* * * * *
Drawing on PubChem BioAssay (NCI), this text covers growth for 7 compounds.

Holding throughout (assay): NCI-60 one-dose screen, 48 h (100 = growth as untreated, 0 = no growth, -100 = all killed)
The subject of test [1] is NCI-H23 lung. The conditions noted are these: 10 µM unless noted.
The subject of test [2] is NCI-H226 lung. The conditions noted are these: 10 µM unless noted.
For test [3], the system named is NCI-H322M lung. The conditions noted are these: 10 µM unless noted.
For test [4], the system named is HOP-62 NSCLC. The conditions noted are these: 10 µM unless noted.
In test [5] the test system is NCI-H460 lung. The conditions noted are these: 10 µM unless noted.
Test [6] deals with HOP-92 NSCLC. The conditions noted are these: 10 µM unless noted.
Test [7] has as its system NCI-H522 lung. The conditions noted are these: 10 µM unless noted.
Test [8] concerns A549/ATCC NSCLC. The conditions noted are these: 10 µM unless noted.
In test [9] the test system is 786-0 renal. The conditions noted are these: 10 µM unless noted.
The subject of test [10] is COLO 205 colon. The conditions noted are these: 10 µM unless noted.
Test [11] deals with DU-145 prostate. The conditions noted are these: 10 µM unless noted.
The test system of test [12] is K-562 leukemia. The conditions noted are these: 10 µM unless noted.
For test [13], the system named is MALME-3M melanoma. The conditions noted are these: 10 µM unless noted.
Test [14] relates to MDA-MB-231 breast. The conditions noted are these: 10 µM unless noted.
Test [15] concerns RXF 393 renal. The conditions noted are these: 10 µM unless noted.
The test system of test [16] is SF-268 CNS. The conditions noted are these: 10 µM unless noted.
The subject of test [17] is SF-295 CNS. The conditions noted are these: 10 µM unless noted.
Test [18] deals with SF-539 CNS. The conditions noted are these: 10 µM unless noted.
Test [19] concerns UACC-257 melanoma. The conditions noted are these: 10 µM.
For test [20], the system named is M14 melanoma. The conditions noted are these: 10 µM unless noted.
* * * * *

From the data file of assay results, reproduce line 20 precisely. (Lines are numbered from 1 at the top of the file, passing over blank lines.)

Test [18] deals with SF-539 CNS. The conditions noted are these: 10 µM unless noted.